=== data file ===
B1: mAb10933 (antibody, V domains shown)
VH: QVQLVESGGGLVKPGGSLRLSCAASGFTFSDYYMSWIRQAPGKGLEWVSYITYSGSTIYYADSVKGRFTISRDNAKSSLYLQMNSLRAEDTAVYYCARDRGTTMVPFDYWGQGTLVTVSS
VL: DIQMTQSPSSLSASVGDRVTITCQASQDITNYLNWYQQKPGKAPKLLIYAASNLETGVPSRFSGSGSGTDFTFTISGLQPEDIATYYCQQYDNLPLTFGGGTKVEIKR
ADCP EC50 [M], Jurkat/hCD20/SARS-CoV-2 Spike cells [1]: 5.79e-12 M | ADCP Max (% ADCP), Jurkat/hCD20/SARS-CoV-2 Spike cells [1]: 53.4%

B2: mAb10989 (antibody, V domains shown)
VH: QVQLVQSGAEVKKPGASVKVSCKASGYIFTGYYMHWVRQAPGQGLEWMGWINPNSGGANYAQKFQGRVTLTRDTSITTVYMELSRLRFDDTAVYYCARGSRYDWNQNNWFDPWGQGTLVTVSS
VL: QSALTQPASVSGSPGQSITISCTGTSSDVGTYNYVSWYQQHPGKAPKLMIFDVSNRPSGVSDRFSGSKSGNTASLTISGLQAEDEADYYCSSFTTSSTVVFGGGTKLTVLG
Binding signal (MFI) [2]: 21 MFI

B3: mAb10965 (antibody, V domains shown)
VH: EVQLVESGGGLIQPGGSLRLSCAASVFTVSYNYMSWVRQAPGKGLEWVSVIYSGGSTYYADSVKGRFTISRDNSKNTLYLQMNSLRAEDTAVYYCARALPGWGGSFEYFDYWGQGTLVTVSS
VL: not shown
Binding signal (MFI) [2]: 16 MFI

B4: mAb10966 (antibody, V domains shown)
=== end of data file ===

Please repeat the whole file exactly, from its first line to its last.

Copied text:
B1: mAb10933 (antibody, V domains shown)
VH: QVQLVESGGGLVKPGGSLRLSCAASGFTFSDYYMSWIRQAPGKGLEWVSYITYSGSTIYYADSVKGRFTISRDNAKSSLYLQMNSLRAEDTAVYYCARDRGTTMVPFDYWGQGTLVTVSS
VL: DIQMTQSPSSLSASVGDRVTITCQASQDITNYLNWYQQKPGKAPKLLIYAASNLETGVPSRFSGSGSGTDFTFTISGLQPEDIATYYCQQYDNLPLTFGGGTKVEIKR
ADCP EC50 [M], Jurkat/hCD20/SARS-CoV-2 Spike cells [1]: 5.79e-12 M | ADCP Max (% ADCP), Jurkat/hCD20/SARS-CoV-2 Spike cells [1]: 53.4%

B2: mAb10989 (antibody, V domains shown)
VH: QVQLVQSGAEVKKPGASVKVSCKASGYIFTGYYMHWVRQAPGQGLEWMGWINPNSGGANYAQKFQGRVTLTRDTSITTVYMELSRLRFDDTAVYYCARGSRYDWNQNNWFDPWGQGTLVTVSS
VL: QSALTQPASVSGSPGQSITISCTGTSSDVGTYNYVSWYQQHPGKAPKLMIFDVSNRPSGVSDRFSGSKSGNTASLTISGLQAEDEADYYCSSFTTSSTVVFGGGTKLTVLG
Binding signal (MFI) [2]: 21 MFI

B3: mAb10965 (antibody, V domains shown)
VH: EVQLVESGGGLIQPGGSLRLSCAASVFTVSYNYMSWVRQAPGKGLEWVSVIYSGGSTYYADSVKGRFTISRDNSKNTLYLQMNSLRAEDTAVYYCARALPGWGGSFEYFDYWGQGTLVTVSS
VL: not shown
Binding signal (MFI) [2]: 16 MFI

B4: mAb10966 (antibody, V domains shown)